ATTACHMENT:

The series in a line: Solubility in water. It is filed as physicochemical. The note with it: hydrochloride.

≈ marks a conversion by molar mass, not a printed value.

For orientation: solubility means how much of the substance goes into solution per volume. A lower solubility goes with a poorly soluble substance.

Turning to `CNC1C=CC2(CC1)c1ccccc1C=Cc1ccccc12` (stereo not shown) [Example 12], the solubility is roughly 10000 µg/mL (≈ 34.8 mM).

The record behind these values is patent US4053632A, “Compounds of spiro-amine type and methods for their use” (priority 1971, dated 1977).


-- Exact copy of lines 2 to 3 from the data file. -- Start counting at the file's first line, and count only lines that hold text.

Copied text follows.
≈ marks a conversion by molar mass, not a printed value.

For orientation: solubility means how much of the substance goes into solution per volume. A lower solubility goes with a poorly soluble substance.